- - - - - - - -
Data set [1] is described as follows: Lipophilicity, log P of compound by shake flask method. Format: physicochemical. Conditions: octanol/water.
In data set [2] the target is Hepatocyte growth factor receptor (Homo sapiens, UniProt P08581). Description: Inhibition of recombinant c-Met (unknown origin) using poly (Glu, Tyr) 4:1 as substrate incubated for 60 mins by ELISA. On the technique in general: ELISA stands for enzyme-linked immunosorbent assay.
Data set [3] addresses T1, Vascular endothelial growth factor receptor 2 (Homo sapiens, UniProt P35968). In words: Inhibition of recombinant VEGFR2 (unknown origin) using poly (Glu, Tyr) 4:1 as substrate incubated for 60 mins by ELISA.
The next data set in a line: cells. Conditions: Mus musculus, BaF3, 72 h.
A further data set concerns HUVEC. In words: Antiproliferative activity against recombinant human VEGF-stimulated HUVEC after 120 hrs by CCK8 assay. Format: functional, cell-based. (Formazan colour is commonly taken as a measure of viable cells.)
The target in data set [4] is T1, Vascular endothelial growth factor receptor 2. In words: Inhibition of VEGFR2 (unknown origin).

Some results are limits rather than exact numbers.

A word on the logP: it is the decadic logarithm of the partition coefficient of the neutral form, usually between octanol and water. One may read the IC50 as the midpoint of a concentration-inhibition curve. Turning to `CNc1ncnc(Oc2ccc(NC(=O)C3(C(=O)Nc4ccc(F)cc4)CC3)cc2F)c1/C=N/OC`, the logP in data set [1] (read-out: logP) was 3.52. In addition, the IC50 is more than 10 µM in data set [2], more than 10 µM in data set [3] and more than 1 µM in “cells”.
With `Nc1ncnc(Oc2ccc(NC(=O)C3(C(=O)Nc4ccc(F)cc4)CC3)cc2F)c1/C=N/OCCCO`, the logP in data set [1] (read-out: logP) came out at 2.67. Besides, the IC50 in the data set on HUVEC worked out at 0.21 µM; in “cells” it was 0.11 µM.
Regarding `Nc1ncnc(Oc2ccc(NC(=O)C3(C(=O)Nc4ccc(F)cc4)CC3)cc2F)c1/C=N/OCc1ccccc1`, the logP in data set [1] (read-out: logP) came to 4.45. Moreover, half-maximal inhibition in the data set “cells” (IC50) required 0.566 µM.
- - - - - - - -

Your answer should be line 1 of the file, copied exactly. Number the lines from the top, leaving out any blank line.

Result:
Data set [1] is described as follows: Lipophilicity, log P of compound by shake flask method. Format: physicochemical. Conditions: octanol/water.